D-Fuse D-Tonate_00 (DVD)
What It Is • D-Tonate_00 is a DVD containing 9 music tracks and a number of accompanying videos. Most of the music tracks have more than one (up to four) alternative visual tracks which can be accessed via preset routes on the visual interface or via the Angle button on the remote of a DVD player.
The Method • Rough edits of visuals were sent out to musicians who were asked to use them as the basis for producing soundtracks. The visuals were then edited down and reworked.
The Musical • There are ten tracks by a variety of better and lesser known electronica artists. Ken Ishii’s track as Flare is of customary high standard and shakes the techno template until it rattles and begins to fall apart; Funkstorung’s ‘Syn~Real’ is detailed, crunchy and enjoyably contemporary sounding; Kid 606’s ‘We Accept’ is disposable and in your face (not necessarily a bad thing); Burnt Friedman’s track is disappointingly anonymous and ends rather suddenly; Scanner’s ‘Ltd’ is a cumulative, subtle beast. The artists you may not have heard of – Chi 2, Fibla, Braille et al all contribute sophisticated and enjoyable electronica.
The Interactive • The menu interface is
an attractive, multilayered 3-dimensional space which provides access to
a number of options (angles and sub pictures) which initially appear a little
intimidating. After a fair amount of experimentation and reference to instructions
on the cover the functionality made sense. There are a few frustrations
however that appear more the result of design than personal ineptness. When
playing videos it seems that most of the basic controls are made deliberately
non-functional. As a result it’s not possible to pause, forward or
rewind through tracks. Also when tracks are playing it doesn’t appear
to be possible to discover what is playing without returning to the menu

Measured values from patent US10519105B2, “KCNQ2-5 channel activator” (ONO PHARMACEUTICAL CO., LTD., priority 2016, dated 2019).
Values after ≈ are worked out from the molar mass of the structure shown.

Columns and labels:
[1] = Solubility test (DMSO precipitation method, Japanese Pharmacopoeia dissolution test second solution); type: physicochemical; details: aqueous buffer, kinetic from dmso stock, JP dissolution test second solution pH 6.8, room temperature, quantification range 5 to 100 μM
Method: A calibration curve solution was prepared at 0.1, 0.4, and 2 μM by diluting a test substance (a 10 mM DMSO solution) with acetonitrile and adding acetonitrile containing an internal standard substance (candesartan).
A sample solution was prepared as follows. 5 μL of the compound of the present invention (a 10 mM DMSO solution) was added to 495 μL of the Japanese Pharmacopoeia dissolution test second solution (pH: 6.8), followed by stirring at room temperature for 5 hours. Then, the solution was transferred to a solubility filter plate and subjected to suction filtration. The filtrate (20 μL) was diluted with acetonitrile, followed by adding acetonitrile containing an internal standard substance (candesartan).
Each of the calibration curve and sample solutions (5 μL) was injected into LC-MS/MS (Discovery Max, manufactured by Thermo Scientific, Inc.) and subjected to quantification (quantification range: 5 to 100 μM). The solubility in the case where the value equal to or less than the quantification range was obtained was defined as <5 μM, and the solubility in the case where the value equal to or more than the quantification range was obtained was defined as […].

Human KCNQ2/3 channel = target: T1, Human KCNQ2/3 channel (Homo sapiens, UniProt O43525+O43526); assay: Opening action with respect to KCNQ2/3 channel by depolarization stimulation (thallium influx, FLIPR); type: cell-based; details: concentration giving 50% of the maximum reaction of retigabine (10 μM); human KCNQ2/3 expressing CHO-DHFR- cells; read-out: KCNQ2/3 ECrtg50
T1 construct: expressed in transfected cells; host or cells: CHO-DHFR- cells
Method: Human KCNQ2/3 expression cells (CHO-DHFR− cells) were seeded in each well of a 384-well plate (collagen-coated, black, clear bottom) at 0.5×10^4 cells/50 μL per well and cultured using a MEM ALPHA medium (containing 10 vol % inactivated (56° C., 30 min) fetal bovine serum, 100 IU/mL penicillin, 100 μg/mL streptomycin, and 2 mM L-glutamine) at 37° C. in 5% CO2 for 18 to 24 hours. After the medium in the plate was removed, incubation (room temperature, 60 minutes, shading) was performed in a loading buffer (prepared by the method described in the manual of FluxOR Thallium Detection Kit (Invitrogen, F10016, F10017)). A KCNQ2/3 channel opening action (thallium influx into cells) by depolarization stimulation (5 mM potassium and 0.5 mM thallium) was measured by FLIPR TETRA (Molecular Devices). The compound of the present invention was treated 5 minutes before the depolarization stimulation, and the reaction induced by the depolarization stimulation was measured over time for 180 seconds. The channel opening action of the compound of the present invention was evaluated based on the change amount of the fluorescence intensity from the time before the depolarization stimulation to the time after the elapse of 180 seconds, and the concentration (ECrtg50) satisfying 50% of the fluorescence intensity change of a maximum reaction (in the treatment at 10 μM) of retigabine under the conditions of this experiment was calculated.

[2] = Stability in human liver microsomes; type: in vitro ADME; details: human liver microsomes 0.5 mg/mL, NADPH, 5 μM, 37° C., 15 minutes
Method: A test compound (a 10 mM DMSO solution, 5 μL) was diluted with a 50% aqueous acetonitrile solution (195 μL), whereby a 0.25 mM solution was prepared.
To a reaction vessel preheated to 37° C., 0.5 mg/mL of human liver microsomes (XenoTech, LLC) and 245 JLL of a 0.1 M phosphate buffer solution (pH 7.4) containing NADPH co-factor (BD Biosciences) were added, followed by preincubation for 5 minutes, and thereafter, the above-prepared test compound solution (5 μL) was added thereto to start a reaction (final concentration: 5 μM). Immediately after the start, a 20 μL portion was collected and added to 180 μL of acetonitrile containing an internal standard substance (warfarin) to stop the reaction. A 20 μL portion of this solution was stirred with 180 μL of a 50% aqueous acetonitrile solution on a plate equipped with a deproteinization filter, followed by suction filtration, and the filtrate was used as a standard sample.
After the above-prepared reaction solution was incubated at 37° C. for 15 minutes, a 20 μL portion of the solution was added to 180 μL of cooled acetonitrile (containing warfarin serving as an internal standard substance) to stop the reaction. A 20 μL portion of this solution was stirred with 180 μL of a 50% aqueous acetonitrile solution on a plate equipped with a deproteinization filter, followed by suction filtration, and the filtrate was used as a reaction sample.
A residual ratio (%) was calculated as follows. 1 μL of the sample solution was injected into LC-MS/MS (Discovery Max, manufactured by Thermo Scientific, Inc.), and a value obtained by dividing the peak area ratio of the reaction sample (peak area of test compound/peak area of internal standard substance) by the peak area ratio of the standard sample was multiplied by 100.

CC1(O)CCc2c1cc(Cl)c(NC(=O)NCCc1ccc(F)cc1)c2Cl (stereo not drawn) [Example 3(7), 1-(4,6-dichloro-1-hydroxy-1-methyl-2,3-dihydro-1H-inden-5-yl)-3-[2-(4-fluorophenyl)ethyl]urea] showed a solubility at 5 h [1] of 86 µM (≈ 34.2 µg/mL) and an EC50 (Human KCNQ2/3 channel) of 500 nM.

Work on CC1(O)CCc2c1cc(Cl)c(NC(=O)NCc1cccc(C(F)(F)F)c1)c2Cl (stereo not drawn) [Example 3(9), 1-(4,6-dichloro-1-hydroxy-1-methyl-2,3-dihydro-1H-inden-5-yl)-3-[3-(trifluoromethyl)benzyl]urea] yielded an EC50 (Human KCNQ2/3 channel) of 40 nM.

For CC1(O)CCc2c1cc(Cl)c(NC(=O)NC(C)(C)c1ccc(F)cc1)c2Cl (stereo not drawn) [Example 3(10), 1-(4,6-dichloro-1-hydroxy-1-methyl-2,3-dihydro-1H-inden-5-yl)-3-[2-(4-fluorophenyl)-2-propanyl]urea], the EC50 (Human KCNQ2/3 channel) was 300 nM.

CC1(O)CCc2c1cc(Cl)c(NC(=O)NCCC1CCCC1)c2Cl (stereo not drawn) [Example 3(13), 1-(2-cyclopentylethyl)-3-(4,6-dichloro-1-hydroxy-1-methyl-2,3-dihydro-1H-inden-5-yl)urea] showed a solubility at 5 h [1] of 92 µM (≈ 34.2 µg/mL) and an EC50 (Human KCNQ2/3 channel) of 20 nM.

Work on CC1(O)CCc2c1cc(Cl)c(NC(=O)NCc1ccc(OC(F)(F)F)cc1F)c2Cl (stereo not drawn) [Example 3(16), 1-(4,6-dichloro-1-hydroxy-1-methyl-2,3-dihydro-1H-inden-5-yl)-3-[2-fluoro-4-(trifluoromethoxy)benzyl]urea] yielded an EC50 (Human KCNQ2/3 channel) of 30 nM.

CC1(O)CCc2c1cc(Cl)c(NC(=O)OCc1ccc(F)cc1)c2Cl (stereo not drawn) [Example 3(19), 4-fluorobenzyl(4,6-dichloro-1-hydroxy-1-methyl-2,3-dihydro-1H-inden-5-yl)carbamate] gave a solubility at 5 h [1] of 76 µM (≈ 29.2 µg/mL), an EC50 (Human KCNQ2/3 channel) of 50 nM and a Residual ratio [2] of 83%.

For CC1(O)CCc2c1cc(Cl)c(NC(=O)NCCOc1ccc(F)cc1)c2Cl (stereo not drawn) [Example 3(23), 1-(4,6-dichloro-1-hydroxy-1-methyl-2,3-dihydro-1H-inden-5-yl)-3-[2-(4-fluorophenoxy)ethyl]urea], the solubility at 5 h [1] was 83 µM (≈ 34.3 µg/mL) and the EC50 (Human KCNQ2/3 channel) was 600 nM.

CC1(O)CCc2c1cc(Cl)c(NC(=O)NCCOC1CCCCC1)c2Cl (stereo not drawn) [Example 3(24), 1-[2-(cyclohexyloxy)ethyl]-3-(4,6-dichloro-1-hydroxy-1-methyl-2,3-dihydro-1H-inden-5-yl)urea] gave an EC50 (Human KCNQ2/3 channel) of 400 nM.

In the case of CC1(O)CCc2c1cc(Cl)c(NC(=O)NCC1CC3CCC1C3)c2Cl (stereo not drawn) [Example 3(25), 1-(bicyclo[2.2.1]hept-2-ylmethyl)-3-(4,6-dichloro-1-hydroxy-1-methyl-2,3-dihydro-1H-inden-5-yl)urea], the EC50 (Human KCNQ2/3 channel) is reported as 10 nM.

(this may be a failing of DVD technology itself, although the subtitling
functionality might have been used for this purpose).
The Visual • Everything in D-Tonate_00 rises out of or develops within darkness. Most of the visuals are abstract and fast moving and their synchronisation with the music is on the one and therefore effective and engaging. Scanner’s visual tracks 1 and 2 focus upon a pinpoint of pulsating light from which extend lines of variegated, rapidly changing colours. Though non-figurative, possible associations include a searchlight, a clubland laser or the output of some form of radiowave sensor focused upon a transmitter mast. The third video track is rather like a remix and further abstraction of the nightdrive scene from Koyaanisqaatsi.
The majority of the visuals on this DVD are detailed, fast moving 3d abstractions. They convey a strong sense of the merging of musical and visual datasets into an immersive synergy. The very level of abstraction and the rate of change and sudden shifts in perspective encourage at least partial surrender to a cyberspace similar to that described by William Gibson: torrents and plains of information interacting in 4 dimensions. The result is like spying on the secret life of data as it travels down internet backbones via routers and hubs. navigating microverses such as internet backbones, routers, hubs, etc.
Of course anything that’s abstract and digital is in danger of being described as ‘eye candy’, surely a pejorative term if ever there was one. If D-Tonate_00 is put on as background ambience then it does assume this quality. On the other hand if attention is paid to it then parts of it become mesmeric, even hallucinogenic. The visuals for Fibla’s ‘Shibuya (In 3 Parts)’ merge recognisable elements – an aerial view of what looks like a Tokyo junction full of scurrying pedestrians and racing vehicles - with abstractions like a lovely closeup of what’s probably a neon sign glowing a rich, dark red against the black background. When the visuals become overtly figurative things become less interesting, for example the Koi carp swim just a little too close to the average screensaver illustration for comfort. So too with the high speed credit card collage for Kid 606, like the music it’s brash and noisy, but it seems rather out of place next to the rest of what’s on offer.
Conclusion • D-Tonate_00 is an interesting exploration of the possibilities proffered by DVD technology. The interface appeared to be a little unintuitive, although it could be argued that negotiation and assimilation of the options is a part of the experience reflected in the infoverse imagery. The abstraction of most of the visuals neatly sidesteps the often glaringly obvious lack of ideas in more figurative work at the same time as it mirrors the nature of the music it accompanies. Now where to find a data projector and some mirrors for a truly immersive experience?